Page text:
Overview of Colles’ Fracture
What is a Colles’ Fracture?
A Colles’ fracture is one of the most common types of wrist fractures. This is a fracture of the distal radius, or the part of the radius that is closest to where the forearm meets the hand. Specifically, the fractured portion is angled dorsally, or towards the side of the arm that is opposite the palm of the hand.
Watch Youtube Video – Colles Fracture Overview – Warning: Some viewers may find this video too graphic.
What is the Mechanism of this Fracture?
This is one of the many traumatic injuries that occurs when people fall on an outstretched hand. When people fall on an outstretched hand, the force of the accident is absorbed by the palm of the hand and transmitted into the wrist, leading to a Colles’ fracture. While people may extend their arms to protect their organs against abdominal trauma, it does lead to this very common type of fracture.
When the physician suspects that a patient has suffered a Colles’ fracture, they will order a series of x-rays first to analyze the fracture. The vast majority of fractures are not dislocated and can be treated with closed reduction in a caster for several weeks. If the fracture is severely dislocated or is an open fracture, alternative treatment options may be needed.
Complications of a Colles’ Fracture
There are several different complications that can result from a Colles’ fracture. The most common complication is malunion, or a complication that results from the bones not healing properly. This kind of complication is called a dinner fork deformity. Other complications include osteoarthritis and carpal tunnel syndrome, leading to potential nerve damage.
Other Structures are at Risk
There are two notable structures that are at risk with a Colles’ fracture. The development of this fracture can lead to a tear of the extensor pollicis longus tendon, or the tendon that allows patients to extend their thumb. The other structure at risk is called the median nerve, a nerve that is damaged in carpal tunnel syndrome.
There are a variety of bone fractures on the differential diagnosis including:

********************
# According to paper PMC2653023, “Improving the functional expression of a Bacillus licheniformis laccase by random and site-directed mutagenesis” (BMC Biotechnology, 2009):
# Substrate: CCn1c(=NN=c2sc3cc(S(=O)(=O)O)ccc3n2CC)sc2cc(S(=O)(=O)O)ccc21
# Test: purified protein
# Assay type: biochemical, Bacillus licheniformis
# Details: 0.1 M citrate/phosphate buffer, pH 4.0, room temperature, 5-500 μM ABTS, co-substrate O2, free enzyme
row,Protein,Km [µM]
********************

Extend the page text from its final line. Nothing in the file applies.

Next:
- Fracture of the Radial Shaft
- Fracture of the Ulnar Shaft
- Galeazzi Fracture
- Dislocation of the radioulnar joint
Prognosis of a Colles’ Fracture
The vast majority of patients will make a full recovery following a few weeks in a cast after suffering a Colles’ fracture. Patients who may need a more guarded prognosis include elderly patients who may have a variety of comorbidities that need to be addressed.
Surgery May be Necessary
Patients who require surgery to correct a Colles’ fracture are patients who have suffered a fracture that is displaced or open. In this situation, patients will need an open reduction to place the bones back in their proper anatomical locations.
Woodland Personal Injury Lawyer
I’m Ed Smith, a Woodland Personal Injury Lawyer. Anyone who has suffered a Colles’ fracture in a traumatic accident should call me at (530) 392-9400 for friendly, free advice. For those outside of the area, I have a toll-free line at (800) 404-5400.
I am a member of the California chapter of the Million Dollar Advocates Forum. This group of lawyers represents some of the top-rated trial attorneys in the country. The forum is limited to lawyers who have obtained verdicts worth more than $1 Million Dollars.
A detailed list of some of my prior settlements and verdicts can be viewed here.
Photo Attribution: Dsprenkels at nl.wikipedia [CC BY-SA 3.0 (http://creativecommons.org/licenses/by-sa/3.0) or GFDL (http://www.gnu.org/copyleft/fdl.html)], by way of Wikimedia Commons